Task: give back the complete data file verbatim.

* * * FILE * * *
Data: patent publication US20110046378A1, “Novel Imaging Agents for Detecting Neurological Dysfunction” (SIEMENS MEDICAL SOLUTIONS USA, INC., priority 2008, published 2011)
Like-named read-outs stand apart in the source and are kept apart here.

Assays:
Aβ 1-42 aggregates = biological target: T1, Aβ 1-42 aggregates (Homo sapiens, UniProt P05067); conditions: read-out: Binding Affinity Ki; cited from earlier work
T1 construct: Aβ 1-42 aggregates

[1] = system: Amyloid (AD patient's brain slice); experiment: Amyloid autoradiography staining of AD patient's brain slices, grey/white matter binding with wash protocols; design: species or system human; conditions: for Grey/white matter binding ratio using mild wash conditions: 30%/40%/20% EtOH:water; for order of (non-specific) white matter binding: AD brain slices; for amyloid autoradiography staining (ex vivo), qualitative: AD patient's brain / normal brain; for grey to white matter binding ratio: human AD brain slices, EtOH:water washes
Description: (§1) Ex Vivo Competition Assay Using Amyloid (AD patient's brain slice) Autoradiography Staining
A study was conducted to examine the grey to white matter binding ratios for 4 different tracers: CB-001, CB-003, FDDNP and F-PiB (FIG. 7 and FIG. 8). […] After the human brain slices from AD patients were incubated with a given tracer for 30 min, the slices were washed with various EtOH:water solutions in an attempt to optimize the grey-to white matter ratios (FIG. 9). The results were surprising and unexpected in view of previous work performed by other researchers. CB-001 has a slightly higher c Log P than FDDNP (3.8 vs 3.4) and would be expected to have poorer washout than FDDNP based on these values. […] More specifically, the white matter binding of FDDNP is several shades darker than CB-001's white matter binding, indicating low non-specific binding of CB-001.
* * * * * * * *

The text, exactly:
Data: patent publication US20110046378A1, “Novel Imaging Agents for Detecting Neurological Dysfunction” (SIEMENS MEDICAL SOLUTIONS USA, INC., priority 2008, published 2011)
Like-named read-outs stand apart in the source and are kept apart here.

Assays:
Aβ 1-42 aggregates = biological target: T1, Aβ 1-42 aggregates (Homo sapiens, UniProt P05067); conditions: read-out: Binding Affinity Ki; cited from earlier work
T1 construct: Aβ 1-42 aggregates

[1] = system: Amyloid (AD patient's brain slice); experiment: Amyloid autoradiography staining of AD patient's brain slices, grey/white matter binding with wash protocols; design: species or system human; conditions: for Grey/white matter binding ratio using mild wash conditions: 30%/40%/20% EtOH:water; for order of (non-specific) white matter binding: AD brain slices; for amyloid autoradiography staining (ex vivo), qualitative: AD patient's brain / normal brain; for grey to white matter binding ratio: human AD brain slices, EtOH:water washes
Description: (§1) Ex Vivo Competition Assay Using Amyloid (AD patient's brain slice) Autoradiography Staining
A study was conducted to examine the grey to white matter binding ratios for 4 different tracers: CB-001, CB-003, FDDNP and F-PiB (FIG. 7 and FIG. 8). […] After the human brain slices from AD patients were incubated with a given tracer for 30 min, the slices were washed with various EtOH:water solutions in an attempt to optimize the grey-to white matter ratios (FIG. 9). The results were surprising and unexpected in view of previous work performed by other researchers. CB-001 has a slightly higher c Log P than FDDNP (3.8 vs 3.4) and would be expected to have poorer washout than FDDNP based on these values. […] More specifically, the white matter binding of FDDNP is several shades darker than CB-001's white matter binding, indicating low non-specific binding of CB-001.